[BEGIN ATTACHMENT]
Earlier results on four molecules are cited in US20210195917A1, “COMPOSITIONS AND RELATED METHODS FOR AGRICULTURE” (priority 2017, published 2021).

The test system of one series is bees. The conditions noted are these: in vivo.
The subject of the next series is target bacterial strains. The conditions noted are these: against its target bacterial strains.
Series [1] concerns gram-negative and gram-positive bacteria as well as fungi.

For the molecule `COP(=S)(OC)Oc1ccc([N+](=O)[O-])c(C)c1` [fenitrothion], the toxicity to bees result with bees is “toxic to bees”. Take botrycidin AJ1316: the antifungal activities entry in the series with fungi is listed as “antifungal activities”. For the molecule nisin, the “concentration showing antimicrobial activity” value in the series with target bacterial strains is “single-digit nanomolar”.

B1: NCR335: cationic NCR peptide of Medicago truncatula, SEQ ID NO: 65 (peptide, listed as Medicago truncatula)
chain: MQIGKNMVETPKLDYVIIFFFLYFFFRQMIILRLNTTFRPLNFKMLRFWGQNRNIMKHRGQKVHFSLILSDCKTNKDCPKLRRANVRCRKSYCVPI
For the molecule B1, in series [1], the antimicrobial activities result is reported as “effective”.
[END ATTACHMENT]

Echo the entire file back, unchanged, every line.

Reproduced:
Earlier results on four molecules are cited in US20210195917A1, “COMPOSITIONS AND RELATED METHODS FOR AGRICULTURE” (priority 2017, published 2021).

The test system of one series is bees. The conditions noted are these: in vivo.
The subject of the next series is target bacterial strains. The conditions noted are these: against its target bacterial strains.
Series [1] concerns gram-negative and gram-positive bacteria as well as fungi.

For the molecule `COP(=S)(OC)Oc1ccc([N+](=O)[O-])c(C)c1` [fenitrothion], the toxicity to bees result with bees is “toxic to bees”. Take botrycidin AJ1316: the antifungal activities entry in the series with fungi is listed as “antifungal activities”. For the molecule nisin, the “concentration showing antimicrobial activity” value in the series with target bacterial strains is “single-digit nanomolar”.

B1: NCR335: cationic NCR peptide of Medicago truncatula, SEQ ID NO: 65 (peptide, listed as Medicago truncatula)
chain: MQIGKNMVETPKLDYVIIFFFLYFFFRQMIILRLNTTFRPLNFKMLRFWGQNRNIMKHRGQKVHFSLILSDCKTNKDCPKLRRANVRCRKSYCVPI
For the molecule B1, in series [1], the antimicrobial activities result is reported as “effective”.